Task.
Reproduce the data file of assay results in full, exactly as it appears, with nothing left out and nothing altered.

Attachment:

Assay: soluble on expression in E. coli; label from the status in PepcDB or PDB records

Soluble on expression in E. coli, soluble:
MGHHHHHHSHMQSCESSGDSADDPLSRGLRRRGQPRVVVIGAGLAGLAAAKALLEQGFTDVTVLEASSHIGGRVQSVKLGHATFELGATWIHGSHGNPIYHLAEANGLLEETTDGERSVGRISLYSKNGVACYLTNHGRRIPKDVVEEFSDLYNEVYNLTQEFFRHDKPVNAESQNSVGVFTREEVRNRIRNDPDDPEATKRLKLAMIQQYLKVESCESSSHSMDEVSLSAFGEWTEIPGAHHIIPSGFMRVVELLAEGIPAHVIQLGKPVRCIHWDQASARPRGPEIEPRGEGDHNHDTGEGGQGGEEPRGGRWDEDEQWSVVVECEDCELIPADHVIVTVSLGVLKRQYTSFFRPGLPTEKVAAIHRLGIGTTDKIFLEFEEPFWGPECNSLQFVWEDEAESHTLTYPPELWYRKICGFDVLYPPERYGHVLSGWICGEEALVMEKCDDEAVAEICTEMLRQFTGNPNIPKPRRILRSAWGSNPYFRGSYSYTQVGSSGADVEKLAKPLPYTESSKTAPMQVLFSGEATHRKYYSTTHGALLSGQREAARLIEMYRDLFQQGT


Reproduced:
Assay: soluble on expression in E. coli; label from the status in PepcDB or PDB records

Soluble on expression in E. coli, soluble:
MGHHHHHHSHMQSCESSGDSADDPLSRGLRRRGQPRVVVIGAGLAGLAAAKALLEQGFTDVTVLEASSHIGGRVQSVKLGHATFELGATWIHGSHGNPIYHLAEANGLLEETTDGERSVGRISLYSKNGVACYLTNHGRRIPKDVVEEFSDLYNEVYNLTQEFFRHDKPVNAESQNSVGVFTREEVRNRIRNDPDDPEATKRLKLAMIQQYLKVESCESSSHSMDEVSLSAFGEWTEIPGAHHIIPSGFMRVVELLAEGIPAHVIQLGKPVRCIHWDQASARPRGPEIEPRGEGDHNHDTGEGGQGGEEPRGGRWDEDEQWSVVVECEDCELIPADHVIVTVSLGVLKRQYTSFFRPGLPTEKVAAIHRLGIGTTDKIFLEFEEPFWGPECNSLQFVWEDEAESHTLTYPPELWYRKICGFDVLYPPERYGHVLSGWICGEEALVMEKCDDEAVAEICTEMLRQFTGNPNIPKPRRILRSAWGSNPYFRGSYSYTQVGSSGADVEKLAKPLPYTESSKTAPMQVLFSGEATHRKYYSTTHGALLSGQREAARLIEMYRDLFQQGT